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Zenshi Automotive Japan - ゼンシ


#143

Digging the biodesign going on at the front end, and it’s bloody fast for the 1990s.


#144

Future and Concept Models list has been updated.


#145

The Kamata GTR will end production next month, creating a limited production run of the last 100 models.

Official designs for the 2018 facelifts of specific models have been completed, and will be shown via teasers until the next auto show.


#146

Zenshi reveals the redone Super GT for the 2018 SUPER GT season.

The Super GT weighs 1195 kg and makes ~600 HP from a custom-built 2.0L turbocharged I4, transferring the power to the rear wheels via 6-Speed Sequential Manual gearbox.

Zenshi has reported that the design of the Next-Generation GT will be based off the Super GT.


#147

Ho ho ho! That looks insane!


#148

If the next street-legal Zenshi GT looks even half as good as the racer, I’ll take it.


#149

Ok… THOSE taillights. NIIIICE. Also that’s some clever fixture work on the car as a whole


#150

Zenshi publicly released promotional photos for the 1976 “Okiru” GT, using the GT BBR, a special version of the GT that was based off a model featured in a hit crime film.







#151

It’s like a lovechild between a 240Z and an ambiguous muscle car, and I have to say, I dig it! The front is strong, attractive, it manages to blend sharp, squared features with a sleek body in a way that looks authentic. It’s nothing extravagant, it’s not “overly” styled. But what I really like, is the rear end of the car: The massive light bar that curves so subtly with the trunk, and the source of the muscle car vibes for me. The car manages yet again to look authentic to me, it’s just simple, and pretty, simply pretty!

I’m personally interested in the engine options, as well as the interior accommodations!


#152

Stay tuned for a museum entry on this generation of GT!


#153

GT BBR (XRZ41), 1976-1978

The 1st generation Zenshi GT made its appearance in 1968 as Zenshi’s first major racing machine, which then became their first mass-produced 2+2 sports car. It was known for being a car made in Japan that possessed qualities from both the east and the west, having an optional V8 engine powering the rear wheels of the lightweight car.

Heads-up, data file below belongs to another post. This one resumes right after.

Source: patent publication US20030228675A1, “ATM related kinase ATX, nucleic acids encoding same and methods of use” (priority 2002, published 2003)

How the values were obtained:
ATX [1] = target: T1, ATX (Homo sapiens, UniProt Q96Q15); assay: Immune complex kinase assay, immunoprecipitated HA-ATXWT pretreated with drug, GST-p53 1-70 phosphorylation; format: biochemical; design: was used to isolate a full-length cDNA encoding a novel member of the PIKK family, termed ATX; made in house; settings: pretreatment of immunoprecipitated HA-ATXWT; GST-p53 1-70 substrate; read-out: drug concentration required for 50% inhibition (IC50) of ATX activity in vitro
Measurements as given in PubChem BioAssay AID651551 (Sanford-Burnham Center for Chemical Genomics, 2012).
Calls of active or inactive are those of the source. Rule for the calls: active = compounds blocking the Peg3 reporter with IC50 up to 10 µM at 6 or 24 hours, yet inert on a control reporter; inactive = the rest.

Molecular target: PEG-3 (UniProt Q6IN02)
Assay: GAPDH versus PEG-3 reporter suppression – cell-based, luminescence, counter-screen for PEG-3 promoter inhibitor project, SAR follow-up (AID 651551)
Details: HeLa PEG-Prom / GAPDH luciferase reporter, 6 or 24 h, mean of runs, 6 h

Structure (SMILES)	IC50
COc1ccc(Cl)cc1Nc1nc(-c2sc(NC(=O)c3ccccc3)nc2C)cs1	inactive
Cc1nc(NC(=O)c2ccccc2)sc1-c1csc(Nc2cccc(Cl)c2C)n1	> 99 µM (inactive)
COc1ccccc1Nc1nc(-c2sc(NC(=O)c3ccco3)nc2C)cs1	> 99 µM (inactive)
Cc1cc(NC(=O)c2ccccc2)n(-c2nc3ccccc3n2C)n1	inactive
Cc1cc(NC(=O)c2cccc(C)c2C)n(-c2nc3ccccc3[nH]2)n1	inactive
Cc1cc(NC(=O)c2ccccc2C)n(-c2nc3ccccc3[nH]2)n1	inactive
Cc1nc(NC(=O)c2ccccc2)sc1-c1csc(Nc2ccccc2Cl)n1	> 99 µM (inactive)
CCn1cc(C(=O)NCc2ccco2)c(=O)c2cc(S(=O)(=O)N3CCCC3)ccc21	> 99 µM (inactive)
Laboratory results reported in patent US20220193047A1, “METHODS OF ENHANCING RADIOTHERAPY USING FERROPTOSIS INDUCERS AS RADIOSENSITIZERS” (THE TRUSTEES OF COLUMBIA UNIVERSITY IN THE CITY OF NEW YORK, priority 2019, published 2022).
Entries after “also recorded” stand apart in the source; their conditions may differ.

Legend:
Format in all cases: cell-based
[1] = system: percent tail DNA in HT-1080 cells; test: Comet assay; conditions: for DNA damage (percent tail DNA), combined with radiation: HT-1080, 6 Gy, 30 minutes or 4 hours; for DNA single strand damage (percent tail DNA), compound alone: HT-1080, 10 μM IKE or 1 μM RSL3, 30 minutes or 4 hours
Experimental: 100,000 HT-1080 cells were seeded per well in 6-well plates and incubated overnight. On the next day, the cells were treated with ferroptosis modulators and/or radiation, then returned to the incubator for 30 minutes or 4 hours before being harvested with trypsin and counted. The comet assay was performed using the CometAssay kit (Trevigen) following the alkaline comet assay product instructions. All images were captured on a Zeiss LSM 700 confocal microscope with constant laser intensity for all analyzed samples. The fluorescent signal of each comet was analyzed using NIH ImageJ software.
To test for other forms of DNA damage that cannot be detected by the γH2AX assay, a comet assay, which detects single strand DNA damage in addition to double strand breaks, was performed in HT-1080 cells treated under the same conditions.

In 1975, the GT underwent a major facelift, which is known as the “Okiru” facelift (meaning “Get Up” in Japanese), due to the drowsy look the fixed headlights gave on the front. The facelift fixed the problems prominent with the earlier models, but was more or less the same compared to the older models. The base 2.0L LW1 I6, however, was replaced by the newly developed LW2 2.3L I6, an engine shared by the Zenshi Luris and Grandea.

In 1976, the GT was featured as the main character’s car in a hit crime film, known as Chaser, a movie that can be inferred as “the Japanese interpretation of Dirty Harry,” where the GT was given an ample amount of screen time in a hectic car chase scene. a month later, Zenshi released a special edition GT based off the model featured in Chaser known as the BBR (Black Brazen Racer), the trim name referencing how the car was described in the film. The car was given a deep black coat of paint, Griffin emblems on the side, and on the inside; rich brown leather upholstery, and a wooden steering wheel and shift knob to top it all off.

The BBR wasn’t just an appearance package, however. One major component of the BBR that made it stand out from the regular GT was the engine: In place of the 193 HP 4.1L TY41 V8 engine, was a newly developed TZ40 4.0L V8, which was lighter and more powerful, cranking out 207 HP to the rear wheels. The suspension was refined for sharper handling, and the twin exhausts were given a refresh, courtesy of ZMD.

The BBR was, if anything, a precursor to the GTZ, being a “higher” high-performance model than the standard GT V8, but was considerably rare during the time of its sales due to being highly limited in production; only 120 were made in 1976, 80 in 1977, and only 36 in 1978. The legend lived on to spawn in newer Chaser spin-offs, using the exact same model until the rise of the XRZ42 in 1980.


#154

Facelift looks well developed and realistic in terms of lore. Nice. Keep it up


#155

Looks nice. But generic. a bit too generic


#156

I beg to differ - and if this updated Zenshi GT is any indication, the company has made one of the smoothest transitions to UE4 yet. Quite a realistic facelift too.


#157

Tbf they have. . not saying that all theyre cars are genric. but the gt is. why you may ask. It uses one of the most boring bodies. but tbf they used it very nicely


#158

Why is this body boring?


#159

because it looks just like a 240z


#160

#161

This particular car doesn’t. It looks different and fresh


#163

Zenshi advertises the Nimessa for the 2018 model year.

Emotion is a mixed bag. Design can be a mixed bag as well.
To convey emotion through design creates a language people can understand and appreciate through vision.